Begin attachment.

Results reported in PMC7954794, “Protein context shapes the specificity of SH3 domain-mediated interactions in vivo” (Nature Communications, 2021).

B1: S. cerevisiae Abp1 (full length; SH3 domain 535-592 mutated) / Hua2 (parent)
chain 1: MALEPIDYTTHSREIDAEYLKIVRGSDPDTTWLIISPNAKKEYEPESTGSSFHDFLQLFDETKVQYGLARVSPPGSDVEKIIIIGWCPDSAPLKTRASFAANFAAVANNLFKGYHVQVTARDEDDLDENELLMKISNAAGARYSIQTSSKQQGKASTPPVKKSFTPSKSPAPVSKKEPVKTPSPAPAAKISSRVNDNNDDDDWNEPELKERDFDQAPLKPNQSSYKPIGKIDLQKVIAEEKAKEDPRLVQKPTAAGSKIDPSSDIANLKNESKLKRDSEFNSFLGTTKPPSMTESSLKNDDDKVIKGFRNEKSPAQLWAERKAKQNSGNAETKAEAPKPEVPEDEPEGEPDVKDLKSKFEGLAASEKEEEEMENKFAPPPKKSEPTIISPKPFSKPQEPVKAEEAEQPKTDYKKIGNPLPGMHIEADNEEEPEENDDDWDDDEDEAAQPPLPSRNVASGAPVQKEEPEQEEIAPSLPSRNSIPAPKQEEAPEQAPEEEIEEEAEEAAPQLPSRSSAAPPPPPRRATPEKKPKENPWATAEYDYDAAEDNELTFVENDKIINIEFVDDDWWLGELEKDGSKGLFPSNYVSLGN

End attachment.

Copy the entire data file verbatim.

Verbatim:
Results reported in PMC7954794, “Protein context shapes the specificity of SH3 domain-mediated interactions in vivo” (Nature Communications, 2021).

B1: S. cerevisiae Abp1 (full length; SH3 domain 535-592 mutated) / Hua2 (parent)
chain 1: MALEPIDYTTHSREIDAEYLKIVRGSDPDTTWLIISPNAKKEYEPESTGSSFHDFLQLFDETKVQYGLARVSPPGSDVEKIIIIGWCPDSAPLKTRASFAANFAAVANNLFKGYHVQVTARDEDDLDENELLMKISNAAGARYSIQTSSKQQGKASTPPVKKSFTPSKSPAPVSKKEPVKTPSPAPAAKISSRVNDNNDDDDWNEPELKERDFDQAPLKPNQSSYKPIGKIDLQKVIAEEKAKEDPRLVQKPTAAGSKIDPSSDIANLKNESKLKRDSEFNSFLGTTKPPSMTESSLKNDDDKVIKGFRNEKSPAQLWAERKAKQNSGNAETKAEAPKPEVPEDEPEGEPDVKDLKSKFEGLAASEKEEEEMENKFAPPPKKSEPTIISPKPFSKPQEPVKAEEAEQPKTDYKKIGNPLPGMHIEADNEEEPEENDDDWDDDEDEAAQPPLPSRNVASGAPVQKEEPEQEEIAPSLPSRNSIPAPKQEEAPEQAPEEEIEEEAEEAAPQLPSRSSAAPPPPPRRATPEKKPKENPWATAEYDYDAAEDNELTFVENDKIINIEFVDDDWWLGELEKDGSKGLFPSNYVSLGN